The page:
The present study was performed with approval from the Bioethical Committee of the district of Düsseldorf, Germany, and conformed to the Guide for the Care and Use of Laboratory Animals (NIH publication No. 85-23, revised 1996).
C57Bl6/J mice of different ages (young, <3 months; aged, >13 months) were purchased from Charles River Laboratories (Kisslegg, Germany) or were retired breeders from our own animal facility.
Mice with a cardiomyocyte-restricted deletion of STAT3 (STAT3 KO) were generated by breeding STAT3-floxed mice (STAT3flox/flox) with α-myosin heavy chain promoter/Cre recombinase transgenic mice (αMHC-Cretg/−).11
In Vivo Mouse Model
Female C57Bl6/J mice of different ages (young, <3 months; aged, >13 months) and young female STAT3 KO mice were subjected to 30 minutes of ischemia and 2 hours of reperfusion without (young, n=12; aged, n=10; STAT3 KO, n=8) or with iPoco by 3 cycles of 10 seconds of ischemia and 10 seconds of reperfusion (iPoco3×10: young, n=10; aged, n=7; STAT3 KO, n=5) or 5 cycles of 5 seconds of ischemia and 5 seconds of reperfusion (iPoco5×5: young, n=10; aged, n=7; STAT3 KO, n=9) at the beginning of reperfusion.12 Furthermore, young C57Bl6/J were treated with the JAK-2 inhibitor AG-490 (40 μg/g IP, 20 minutes before ischemia) and were subjected to 30 minutes of ischemia and 2 hours of reperfusion without (n=7) or with (n=6) iPoco3×10. The area at risk was measured by Evans blue, and the IS was determined by TTC (2,3,5-triphenyl tetrazolium chloride) staining.
For determination of STAT3 phosphorylation, left ventricles of C57Bl6/J mice subjected to 30 minutes of ischemia and 10 minutes of reperfusion with iPoco3×10 were divided into the postconditioned anterior walls (AWs) and the control posterior walls (PWs) and were snap frozen in liquid nitrogen. Young mice treated with AG-490 (1 mg/kg IV, 10 minutes before ischemia, n=7), young mice treated with vehicle (2% DMSO in 0.9% NaCl, n=6), or aged mice treated with vehicle (n=6) were analyzed.
Western Blot Analysis
Western blot analysis was performed according to standard procedures on 20-μg right ventricular proteins of young (<3 months, n=18) and aged (>13 months, n=27 to 29) C57Bl6/J mice and on 20-μg left ventricular proteins derived from the postconditioned AWs or the control PWs of young (n=6), aged (n=6), and AG-490–treated (n=7) C57/Bl6/J mice. The nitrocellulose membranes were incubated with antibodies against phospho-STAT3 (Ser727, Cell Signaling, Beverly, Mass), STAT3 (Cell Signaling), connexin (Cx)43 (Invitrogen, Carlsbad, Calif), or mouse monoclonal anti-rabbit glyceraldehyde-3-phophate dehydrogenase (GAPDH) (Hytest, Turku, Finland). Immunoreactive signals were detected by chemiluminescence (SuperSignal West Femto Maximum Sensitivity Substrate, Pierce, Rockford, Ill) and quantified with Scion Image software (Scion Corp, Frederick, Md). The protein level of Cx43 was analyzed as a reference because we have previously described a decreased amount of Cx43 in C57Bl6/J mice older than 13 months.1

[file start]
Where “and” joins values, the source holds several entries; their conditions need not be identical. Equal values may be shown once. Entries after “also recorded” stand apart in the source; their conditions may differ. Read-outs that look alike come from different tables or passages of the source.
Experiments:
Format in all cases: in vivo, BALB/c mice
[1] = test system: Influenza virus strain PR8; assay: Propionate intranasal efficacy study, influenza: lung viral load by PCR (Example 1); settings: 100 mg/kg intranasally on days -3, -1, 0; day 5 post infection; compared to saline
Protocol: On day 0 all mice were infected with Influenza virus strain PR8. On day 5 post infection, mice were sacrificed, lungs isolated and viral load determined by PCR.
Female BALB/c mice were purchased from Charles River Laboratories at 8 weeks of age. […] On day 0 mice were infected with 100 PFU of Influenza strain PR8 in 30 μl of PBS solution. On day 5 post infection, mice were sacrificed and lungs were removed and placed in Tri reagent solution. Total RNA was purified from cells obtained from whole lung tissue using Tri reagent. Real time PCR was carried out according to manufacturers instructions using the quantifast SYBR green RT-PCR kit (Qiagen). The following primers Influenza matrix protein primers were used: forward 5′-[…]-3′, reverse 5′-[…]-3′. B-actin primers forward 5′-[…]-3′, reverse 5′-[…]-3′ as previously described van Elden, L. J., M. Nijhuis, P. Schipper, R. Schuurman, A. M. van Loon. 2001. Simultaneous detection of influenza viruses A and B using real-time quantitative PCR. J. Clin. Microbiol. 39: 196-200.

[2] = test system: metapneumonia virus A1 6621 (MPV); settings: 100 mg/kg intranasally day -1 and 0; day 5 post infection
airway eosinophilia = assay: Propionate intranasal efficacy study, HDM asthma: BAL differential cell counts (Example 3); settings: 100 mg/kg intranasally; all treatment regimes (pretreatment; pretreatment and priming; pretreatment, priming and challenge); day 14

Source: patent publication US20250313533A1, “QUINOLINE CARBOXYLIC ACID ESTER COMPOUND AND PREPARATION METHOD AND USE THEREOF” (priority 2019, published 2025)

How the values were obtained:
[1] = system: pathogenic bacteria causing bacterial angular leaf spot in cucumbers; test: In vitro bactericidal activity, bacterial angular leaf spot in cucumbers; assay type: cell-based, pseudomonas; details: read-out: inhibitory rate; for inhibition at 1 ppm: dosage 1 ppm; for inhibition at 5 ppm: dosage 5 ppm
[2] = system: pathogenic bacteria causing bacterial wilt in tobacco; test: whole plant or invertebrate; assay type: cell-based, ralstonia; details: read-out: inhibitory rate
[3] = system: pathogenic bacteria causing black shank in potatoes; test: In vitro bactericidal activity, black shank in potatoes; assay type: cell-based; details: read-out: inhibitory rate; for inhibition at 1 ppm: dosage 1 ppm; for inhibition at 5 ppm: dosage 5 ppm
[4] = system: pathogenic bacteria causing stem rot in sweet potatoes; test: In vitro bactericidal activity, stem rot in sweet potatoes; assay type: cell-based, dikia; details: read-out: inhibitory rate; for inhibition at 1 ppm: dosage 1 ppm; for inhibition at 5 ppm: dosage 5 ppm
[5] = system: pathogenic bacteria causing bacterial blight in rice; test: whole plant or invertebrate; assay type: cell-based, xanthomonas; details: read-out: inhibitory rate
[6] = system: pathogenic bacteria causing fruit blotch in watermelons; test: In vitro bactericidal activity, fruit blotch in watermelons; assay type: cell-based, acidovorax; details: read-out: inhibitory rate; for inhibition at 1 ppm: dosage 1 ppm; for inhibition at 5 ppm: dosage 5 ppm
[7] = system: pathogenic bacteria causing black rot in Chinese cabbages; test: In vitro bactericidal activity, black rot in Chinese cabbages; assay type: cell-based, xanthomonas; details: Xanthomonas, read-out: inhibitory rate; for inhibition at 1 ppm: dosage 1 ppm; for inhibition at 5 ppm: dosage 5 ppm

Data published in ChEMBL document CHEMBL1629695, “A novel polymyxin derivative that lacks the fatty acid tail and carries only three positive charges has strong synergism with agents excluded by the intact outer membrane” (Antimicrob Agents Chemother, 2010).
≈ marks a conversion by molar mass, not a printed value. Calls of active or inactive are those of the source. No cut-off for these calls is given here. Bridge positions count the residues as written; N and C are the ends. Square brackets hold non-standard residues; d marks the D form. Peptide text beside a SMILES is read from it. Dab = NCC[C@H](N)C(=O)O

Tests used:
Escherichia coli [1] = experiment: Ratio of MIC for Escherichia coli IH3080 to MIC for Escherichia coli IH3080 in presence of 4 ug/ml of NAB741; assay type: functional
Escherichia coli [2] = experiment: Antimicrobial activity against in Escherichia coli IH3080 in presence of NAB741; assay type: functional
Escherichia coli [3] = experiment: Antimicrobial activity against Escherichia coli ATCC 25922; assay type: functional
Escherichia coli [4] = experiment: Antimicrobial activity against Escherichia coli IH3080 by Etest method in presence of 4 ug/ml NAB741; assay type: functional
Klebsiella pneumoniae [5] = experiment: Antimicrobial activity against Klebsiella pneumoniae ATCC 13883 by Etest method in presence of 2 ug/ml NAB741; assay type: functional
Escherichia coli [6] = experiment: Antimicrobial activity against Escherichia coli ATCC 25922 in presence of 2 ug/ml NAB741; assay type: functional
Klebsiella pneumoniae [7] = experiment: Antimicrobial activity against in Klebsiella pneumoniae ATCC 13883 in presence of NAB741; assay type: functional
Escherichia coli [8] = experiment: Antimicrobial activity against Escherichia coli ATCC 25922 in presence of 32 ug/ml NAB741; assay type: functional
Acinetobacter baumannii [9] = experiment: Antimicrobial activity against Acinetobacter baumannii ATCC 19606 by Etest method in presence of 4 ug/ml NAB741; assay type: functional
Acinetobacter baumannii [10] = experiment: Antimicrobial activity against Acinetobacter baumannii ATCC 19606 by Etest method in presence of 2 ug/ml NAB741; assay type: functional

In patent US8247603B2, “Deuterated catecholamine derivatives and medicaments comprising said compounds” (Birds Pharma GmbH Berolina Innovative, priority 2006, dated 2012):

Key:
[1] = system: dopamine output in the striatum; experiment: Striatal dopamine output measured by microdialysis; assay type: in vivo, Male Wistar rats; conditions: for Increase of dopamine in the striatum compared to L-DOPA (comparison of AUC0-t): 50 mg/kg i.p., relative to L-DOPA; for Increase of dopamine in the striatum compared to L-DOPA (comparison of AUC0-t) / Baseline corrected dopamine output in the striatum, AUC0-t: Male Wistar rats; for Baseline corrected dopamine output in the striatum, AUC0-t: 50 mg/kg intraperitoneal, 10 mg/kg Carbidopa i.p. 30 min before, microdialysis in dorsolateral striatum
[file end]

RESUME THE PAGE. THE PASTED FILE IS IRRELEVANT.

The data are reported as mean values±SEM. Area at risk and IS data (young versus aged versus STAT3 KO versus AG-490, ischemia/reperfusion versus iPoco) compared by 2-way ANOVA and Fisher’s least-significant difference. The ratios of phosphorylated (P)-STAT3 over total STAT3 (P-STAT3/STAT3) (young versus aged versus AG-490, AW versus PW) were compared by 2-way ANOVA and Fisher’s least-significant difference. Western blot data of STAT3 and Cx43 in young and aged right ventricles were compared by unpaired Student’s t test. A value of P<0.05 was considered to indicate a significant difference.